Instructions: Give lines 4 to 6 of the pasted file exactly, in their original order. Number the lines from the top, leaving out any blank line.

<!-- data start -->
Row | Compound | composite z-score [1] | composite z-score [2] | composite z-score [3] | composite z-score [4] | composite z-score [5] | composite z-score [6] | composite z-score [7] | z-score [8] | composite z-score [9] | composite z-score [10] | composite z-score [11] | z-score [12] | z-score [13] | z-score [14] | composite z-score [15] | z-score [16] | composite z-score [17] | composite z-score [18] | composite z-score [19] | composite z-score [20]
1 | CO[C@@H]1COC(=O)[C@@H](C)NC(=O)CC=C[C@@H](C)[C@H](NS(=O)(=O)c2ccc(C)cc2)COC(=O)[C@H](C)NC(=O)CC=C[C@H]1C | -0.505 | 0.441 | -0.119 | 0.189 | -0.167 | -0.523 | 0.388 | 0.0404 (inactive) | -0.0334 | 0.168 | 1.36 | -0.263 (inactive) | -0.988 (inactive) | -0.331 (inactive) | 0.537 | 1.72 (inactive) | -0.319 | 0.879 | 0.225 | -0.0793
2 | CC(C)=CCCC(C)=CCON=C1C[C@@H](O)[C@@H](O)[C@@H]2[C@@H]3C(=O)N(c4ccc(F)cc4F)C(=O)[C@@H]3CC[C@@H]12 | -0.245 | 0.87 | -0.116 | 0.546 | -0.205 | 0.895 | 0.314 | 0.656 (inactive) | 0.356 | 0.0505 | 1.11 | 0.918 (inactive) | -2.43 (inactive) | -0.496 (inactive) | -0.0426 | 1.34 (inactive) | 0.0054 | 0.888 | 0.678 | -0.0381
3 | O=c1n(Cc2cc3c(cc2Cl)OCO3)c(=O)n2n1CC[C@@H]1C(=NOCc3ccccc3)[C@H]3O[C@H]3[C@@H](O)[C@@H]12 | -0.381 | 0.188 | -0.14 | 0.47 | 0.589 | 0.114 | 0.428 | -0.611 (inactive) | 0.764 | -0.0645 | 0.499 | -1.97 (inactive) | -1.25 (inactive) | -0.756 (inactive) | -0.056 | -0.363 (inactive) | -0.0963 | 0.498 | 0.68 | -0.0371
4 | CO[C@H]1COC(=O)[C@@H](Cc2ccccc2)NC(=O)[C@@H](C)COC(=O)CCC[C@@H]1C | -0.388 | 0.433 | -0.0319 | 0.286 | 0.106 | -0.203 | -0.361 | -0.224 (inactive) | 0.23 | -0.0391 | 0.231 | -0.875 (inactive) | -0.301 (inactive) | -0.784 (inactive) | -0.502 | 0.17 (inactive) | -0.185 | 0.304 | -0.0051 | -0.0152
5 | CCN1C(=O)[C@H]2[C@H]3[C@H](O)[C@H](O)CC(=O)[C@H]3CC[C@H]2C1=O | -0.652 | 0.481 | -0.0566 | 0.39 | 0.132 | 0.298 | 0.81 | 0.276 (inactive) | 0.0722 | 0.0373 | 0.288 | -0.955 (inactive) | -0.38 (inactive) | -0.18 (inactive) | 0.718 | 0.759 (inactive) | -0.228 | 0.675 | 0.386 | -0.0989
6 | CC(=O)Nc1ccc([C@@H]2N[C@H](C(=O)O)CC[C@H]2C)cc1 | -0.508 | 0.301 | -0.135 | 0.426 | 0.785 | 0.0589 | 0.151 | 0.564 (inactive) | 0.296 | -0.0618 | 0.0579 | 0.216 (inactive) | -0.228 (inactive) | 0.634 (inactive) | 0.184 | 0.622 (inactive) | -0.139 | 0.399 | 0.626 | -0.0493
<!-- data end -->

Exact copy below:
3 | O=c1n(Cc2cc3c(cc2Cl)OCO3)c(=O)n2n1CC[C@@H]1C(=NOCc3ccccc3)[C@H]3O[C@H]3[C@@H](O)[C@@H]12 | -0.381 | 0.188 | -0.14 | 0.47 | 0.589 | 0.114 | 0.428 | -0.611 (inactive) | 0.764 | -0.0645 | 0.499 | -1.97 (inactive) | -1.25 (inactive) | -0.756 (inactive) | -0.056 | -0.363 (inactive) | -0.0963 | 0.498 | 0.68 | -0.0371
4 | CO[C@H]1COC(=O)[C@@H](Cc2ccccc2)NC(=O)[C@@H](C)COC(=O)CCC[C@@H]1C | -0.388 | 0.433 | -0.0319 | 0.286 | 0.106 | -0.203 | -0.361 | -0.224 (inactive) | 0.23 | -0.0391 | 0.231 | -0.875 (inactive) | -0.301 (inactive) | -0.784 (inactive) | -0.502 | 0.17 (inactive) | -0.185 | 0.304 | -0.0051 | -0.0152
5 | CCN1C(=O)[C@H]2[C@H]3[C@H](O)[C@H](O)CC(=O)[C@H]3CC[C@H]2C1=O | -0.652 | 0.481 | -0.0566 | 0.39 | 0.132 | 0.298 | 0.81 | 0.276 (inactive) | 0.0722 | 0.0373 | 0.288 | -0.955 (inactive) | -0.38 (inactive) | -0.18 (inactive) | 0.718 | 0.759 (inactive) | -0.228 | 0.675 | 0.386 | -0.0989